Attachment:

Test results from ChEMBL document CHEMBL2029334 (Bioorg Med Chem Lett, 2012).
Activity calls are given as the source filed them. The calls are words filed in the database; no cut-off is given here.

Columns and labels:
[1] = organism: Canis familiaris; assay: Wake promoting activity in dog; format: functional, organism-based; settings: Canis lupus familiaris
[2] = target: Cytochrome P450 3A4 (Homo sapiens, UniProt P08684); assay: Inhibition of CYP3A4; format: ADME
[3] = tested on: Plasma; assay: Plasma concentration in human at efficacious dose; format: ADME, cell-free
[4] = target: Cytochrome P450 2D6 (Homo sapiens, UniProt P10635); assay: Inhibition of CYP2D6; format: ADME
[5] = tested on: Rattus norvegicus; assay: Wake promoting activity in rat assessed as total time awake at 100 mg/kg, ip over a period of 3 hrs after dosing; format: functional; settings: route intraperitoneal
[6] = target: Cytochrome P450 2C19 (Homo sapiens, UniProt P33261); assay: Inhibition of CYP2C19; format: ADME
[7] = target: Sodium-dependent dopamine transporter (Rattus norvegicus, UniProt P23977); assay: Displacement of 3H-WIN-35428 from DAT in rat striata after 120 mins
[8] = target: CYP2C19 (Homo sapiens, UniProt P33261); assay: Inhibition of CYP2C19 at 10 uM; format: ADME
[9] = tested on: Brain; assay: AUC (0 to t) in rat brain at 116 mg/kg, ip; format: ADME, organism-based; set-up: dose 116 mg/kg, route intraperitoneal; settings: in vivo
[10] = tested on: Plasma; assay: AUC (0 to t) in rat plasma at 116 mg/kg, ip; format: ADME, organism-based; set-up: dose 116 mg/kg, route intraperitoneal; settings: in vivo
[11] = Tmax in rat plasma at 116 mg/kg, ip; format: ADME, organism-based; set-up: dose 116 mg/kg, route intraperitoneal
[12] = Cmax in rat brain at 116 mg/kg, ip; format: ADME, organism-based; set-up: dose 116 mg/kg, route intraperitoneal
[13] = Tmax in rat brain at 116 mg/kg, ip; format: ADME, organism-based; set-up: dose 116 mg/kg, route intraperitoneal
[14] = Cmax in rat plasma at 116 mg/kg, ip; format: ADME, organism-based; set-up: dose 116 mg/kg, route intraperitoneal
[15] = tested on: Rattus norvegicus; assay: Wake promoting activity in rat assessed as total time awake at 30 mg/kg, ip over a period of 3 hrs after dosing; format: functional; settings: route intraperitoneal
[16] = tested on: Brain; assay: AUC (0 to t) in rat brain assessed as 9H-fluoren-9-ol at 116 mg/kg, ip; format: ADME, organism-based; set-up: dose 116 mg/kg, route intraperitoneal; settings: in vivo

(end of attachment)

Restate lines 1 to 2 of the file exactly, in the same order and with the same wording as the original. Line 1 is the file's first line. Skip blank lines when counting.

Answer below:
Test results from ChEMBL document CHEMBL2029334 (Bioorg Med Chem Lett, 2012).
Activity calls are given as the source filed them. The calls are words filed in the database; no cut-off is given here.